Demolishing old buildings is a challenging task. But there are several technological leaps to make it easy. A look by A.R. Santhakumar
Old concrete structures that are withering, old and unserviceable should eventually be demolished to make room for modern structures. Keeping safety and speed as the main considerations, carrying out demolition is a challenging job, needing new techniques and tools.
This technique is normally carried out by contractors using manual tools which are portable. Sledge hammer, pneumatic hammer and drills are used, supplemented by lifting tools such as cranes and tackle. This technique is considered non-engineered. The demolition contractor's survey of available documents and field conditions are the primary factors for equipment selection and removal sequence.
Engineered demolition involves the analytical evaluation of a concrete structure during all stages of demolition to verify the adequacy of its strength and stability. The deconstruction analysis is essentially a reverse process of the original construction of structure, with revised partial framing and alternate load patterns. The process should include a thorough review of the existing condition of the structure, its proximity to other structures, utilities above and below grade, the preparation of demolition sequence, the procedure, the assignment of equipment to be used, an analysis of actual and altered structural models and the stability analysis of the structure. A few techniques which are in use are described below:
Demolition ball technique: Metallic balls weighing 500 to 1,000 kg are used by suitably fitting them to cranes of adequate capacity. This is much faster than the manual method.
Pusher arm technique: Suitable pusher arms are fitted along with deflector plates to excavators to demolish the structure. The structure is reduced in height by pushing small sections at a time. This allows speedy and safe demolition.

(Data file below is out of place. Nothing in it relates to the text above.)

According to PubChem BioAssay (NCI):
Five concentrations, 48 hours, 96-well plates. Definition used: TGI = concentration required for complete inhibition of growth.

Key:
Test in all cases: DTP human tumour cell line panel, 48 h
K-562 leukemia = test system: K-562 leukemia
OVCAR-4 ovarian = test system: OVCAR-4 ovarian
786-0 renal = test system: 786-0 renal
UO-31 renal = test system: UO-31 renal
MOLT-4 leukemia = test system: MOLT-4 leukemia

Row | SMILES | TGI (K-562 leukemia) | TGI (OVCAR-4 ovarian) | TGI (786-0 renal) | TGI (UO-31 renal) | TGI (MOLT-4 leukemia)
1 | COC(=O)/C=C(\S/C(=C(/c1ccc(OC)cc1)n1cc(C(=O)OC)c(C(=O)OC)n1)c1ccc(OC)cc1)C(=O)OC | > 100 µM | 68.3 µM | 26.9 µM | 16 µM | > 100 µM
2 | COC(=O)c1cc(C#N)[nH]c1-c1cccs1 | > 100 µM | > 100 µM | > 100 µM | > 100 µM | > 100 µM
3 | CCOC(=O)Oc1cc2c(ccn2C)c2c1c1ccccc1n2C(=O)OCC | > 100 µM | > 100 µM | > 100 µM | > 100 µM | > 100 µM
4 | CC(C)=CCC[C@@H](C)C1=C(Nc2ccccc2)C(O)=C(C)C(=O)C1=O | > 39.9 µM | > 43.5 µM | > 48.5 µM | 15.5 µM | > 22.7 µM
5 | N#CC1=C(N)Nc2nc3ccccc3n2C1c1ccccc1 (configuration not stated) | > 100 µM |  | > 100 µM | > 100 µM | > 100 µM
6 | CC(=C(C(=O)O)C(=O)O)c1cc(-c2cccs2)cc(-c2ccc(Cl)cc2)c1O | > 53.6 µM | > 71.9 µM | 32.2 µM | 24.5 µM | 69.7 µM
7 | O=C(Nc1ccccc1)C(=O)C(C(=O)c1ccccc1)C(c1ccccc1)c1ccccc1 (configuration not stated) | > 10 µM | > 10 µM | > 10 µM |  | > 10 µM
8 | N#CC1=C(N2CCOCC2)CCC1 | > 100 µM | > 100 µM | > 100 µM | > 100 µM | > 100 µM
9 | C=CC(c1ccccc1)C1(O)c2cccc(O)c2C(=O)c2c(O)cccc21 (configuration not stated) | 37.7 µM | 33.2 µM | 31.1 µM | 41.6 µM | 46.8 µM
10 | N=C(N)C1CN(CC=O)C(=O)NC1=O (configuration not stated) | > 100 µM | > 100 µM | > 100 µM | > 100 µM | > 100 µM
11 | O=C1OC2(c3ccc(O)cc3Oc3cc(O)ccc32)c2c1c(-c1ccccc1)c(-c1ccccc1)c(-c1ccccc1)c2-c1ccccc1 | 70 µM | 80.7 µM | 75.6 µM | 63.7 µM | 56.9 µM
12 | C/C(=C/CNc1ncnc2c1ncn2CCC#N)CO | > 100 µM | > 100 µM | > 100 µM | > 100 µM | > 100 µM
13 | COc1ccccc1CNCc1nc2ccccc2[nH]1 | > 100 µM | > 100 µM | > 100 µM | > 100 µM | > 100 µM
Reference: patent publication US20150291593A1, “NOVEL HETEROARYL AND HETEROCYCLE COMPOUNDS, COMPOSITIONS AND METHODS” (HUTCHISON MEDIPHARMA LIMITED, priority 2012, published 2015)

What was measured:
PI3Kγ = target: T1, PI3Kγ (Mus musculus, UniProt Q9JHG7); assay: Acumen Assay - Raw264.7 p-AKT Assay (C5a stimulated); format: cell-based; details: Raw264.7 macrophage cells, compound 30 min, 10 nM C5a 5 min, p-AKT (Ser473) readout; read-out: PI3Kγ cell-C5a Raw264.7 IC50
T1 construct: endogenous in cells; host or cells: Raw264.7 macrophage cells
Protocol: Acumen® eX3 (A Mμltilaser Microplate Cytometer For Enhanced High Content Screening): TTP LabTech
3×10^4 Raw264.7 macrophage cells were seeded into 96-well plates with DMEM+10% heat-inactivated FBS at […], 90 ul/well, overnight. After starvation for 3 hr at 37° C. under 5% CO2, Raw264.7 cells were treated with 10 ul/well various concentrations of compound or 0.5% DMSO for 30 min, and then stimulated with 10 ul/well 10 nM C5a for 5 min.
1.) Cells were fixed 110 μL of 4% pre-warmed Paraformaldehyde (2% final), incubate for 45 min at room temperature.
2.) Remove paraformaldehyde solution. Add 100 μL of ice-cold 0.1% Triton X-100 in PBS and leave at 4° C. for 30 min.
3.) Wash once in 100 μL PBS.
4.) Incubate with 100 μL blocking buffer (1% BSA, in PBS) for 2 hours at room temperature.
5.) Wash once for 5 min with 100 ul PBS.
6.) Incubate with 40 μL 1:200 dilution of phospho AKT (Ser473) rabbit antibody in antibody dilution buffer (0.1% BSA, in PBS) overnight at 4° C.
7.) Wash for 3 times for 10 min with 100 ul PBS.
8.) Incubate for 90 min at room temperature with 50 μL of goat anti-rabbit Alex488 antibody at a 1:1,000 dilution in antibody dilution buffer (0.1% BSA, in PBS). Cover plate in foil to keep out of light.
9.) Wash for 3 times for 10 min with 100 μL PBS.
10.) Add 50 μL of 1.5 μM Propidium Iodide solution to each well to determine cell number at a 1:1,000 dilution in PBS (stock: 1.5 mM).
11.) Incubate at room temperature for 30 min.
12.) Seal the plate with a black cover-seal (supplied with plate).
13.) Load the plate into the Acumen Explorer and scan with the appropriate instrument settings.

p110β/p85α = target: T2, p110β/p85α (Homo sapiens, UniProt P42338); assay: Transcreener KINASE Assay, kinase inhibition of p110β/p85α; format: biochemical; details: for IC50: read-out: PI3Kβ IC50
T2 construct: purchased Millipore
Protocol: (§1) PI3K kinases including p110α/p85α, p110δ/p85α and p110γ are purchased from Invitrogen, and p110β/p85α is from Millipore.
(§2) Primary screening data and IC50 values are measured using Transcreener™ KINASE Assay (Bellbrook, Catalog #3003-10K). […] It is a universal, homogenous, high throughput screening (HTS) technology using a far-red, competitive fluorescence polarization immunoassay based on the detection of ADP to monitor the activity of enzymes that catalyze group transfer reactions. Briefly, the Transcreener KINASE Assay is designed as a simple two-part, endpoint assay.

Use of explosives: Numerous types of explosives are available with a wide range of detonators. Demolition by explosives calls for control and caution since it is ‘once only' situation for regulated orderly demolition.
Non-explosive demolition compounds: Some non-toxic inorganic powders expand when in contact with water. A number of holes are drilled along the desired line of separation and are filled to the brim with the slurry obtained by mixing the powder with water. The slow and silent bursting force developed will induce stress levels of 300 kg/sq. cm. in a few hours. This causes development of cracks along the line joining the holes. The cracks continue to expand till disruption takes place.
Pressure jetting for concrete repairs: A new series of equipment and tools has been developed wherein the destructive energy of water can be utilised for constructive purposes. Pressure jetting equipment can be used to remove cracked and spalled concrete. Although the cracked concrete can be removed by hammer and chisel, cutting back to sound concrete particularly behind reinforcing bars is rather difficult. On the contrary, it is important that cracked concrete behind the bars be removed for effective restoration. Use of power tools is awkward to handle. Pressure jetting is the only answer to such problems. The jet heads are generally small and so can easily be manipulated without affecting the steel. The action of the jet is mainly to loosen the aggregate by washing out softer mortar.
Thermic lance technique: A thermic lance holder and oxygen supply are the major components of this technique. On ignition, a flame is produced in excess of 2500 degree C, enough to melt reinforcement and concrete which aids demolition.
Microwaves technique: When microwave energy is passed into the mass, its transfer causes heat, resulting in vaporisation of the absorbed liquid. Concrete disintegrates in this process.
Concrete sawing: A new range of concrete sawing equipment has been developed to aid demolition. These basically incorporate a suitable driving mechanism and appropriately designed diamond blade. The emphasis is on increasing the speed and efficiency of the equipment coupled with reduction in noise levels.